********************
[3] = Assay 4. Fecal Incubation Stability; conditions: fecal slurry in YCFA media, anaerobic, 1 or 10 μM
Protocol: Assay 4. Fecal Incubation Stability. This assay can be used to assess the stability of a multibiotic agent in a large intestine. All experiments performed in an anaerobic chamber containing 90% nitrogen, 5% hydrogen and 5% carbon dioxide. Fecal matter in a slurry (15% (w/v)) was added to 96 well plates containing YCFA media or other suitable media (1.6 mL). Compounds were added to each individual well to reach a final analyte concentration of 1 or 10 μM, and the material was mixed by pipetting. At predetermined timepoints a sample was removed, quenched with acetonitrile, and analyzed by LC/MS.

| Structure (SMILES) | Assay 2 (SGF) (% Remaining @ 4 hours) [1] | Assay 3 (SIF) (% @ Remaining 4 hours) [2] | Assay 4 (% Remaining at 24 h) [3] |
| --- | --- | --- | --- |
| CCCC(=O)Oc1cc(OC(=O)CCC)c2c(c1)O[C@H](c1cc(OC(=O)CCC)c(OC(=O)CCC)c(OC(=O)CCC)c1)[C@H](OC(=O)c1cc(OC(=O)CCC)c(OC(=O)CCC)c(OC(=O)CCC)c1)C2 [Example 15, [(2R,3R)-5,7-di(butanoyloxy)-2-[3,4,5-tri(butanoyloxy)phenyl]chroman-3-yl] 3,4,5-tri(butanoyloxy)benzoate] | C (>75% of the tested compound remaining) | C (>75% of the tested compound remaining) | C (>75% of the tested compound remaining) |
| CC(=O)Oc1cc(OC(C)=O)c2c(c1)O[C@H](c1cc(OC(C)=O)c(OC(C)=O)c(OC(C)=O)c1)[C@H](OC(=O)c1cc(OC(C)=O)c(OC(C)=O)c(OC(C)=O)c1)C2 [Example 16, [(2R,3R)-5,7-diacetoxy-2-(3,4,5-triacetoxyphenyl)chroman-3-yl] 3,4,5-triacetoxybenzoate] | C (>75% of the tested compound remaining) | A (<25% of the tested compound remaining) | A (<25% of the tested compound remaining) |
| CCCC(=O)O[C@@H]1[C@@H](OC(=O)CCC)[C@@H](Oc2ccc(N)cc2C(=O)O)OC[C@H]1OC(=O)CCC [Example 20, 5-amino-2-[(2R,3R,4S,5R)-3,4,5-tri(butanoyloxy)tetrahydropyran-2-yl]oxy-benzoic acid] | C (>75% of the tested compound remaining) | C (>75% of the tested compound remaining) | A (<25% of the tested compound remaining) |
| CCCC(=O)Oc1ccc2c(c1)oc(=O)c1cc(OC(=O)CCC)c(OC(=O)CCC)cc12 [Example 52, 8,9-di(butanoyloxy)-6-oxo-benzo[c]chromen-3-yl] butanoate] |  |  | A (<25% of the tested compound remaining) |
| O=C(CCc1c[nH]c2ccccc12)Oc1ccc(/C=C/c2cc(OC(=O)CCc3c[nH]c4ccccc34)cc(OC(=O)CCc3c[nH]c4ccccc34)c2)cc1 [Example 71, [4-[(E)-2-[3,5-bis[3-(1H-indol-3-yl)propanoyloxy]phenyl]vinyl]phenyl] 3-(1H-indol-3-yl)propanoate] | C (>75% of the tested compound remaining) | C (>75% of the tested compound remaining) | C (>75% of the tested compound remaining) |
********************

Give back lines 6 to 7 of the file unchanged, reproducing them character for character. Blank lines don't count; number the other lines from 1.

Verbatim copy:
| CC(=O)Oc1cc(OC(C)=O)c2c(c1)O[C@H](c1cc(OC(C)=O)c(OC(C)=O)c(OC(C)=O)c1)[C@H](OC(=O)c1cc(OC(C)=O)c(OC(C)=O)c(OC(C)=O)c1)C2 [Example 16, [(2R,3R)-5,7-diacetoxy-2-(3,4,5-triacetoxyphenyl)chroman-3-yl] 3,4,5-triacetoxybenzoate] | C (>75% of the tested compound remaining) | A (<25% of the tested compound remaining) | A (<25% of the tested compound remaining) |
| CCCC(=O)O[C@@H]1[C@@H](OC(=O)CCC)[C@@H](Oc2ccc(N)cc2C(=O)O)OC[C@H]1OC(=O)CCC [Example 20, 5-amino-2-[(2R,3R,4S,5R)-3,4,5-tri(butanoyloxy)tetrahydropyran-2-yl]oxy-benzoic acid] | C (>75% of the tested compound remaining) | C (>75% of the tested compound remaining) | A (<25% of the tested compound remaining) |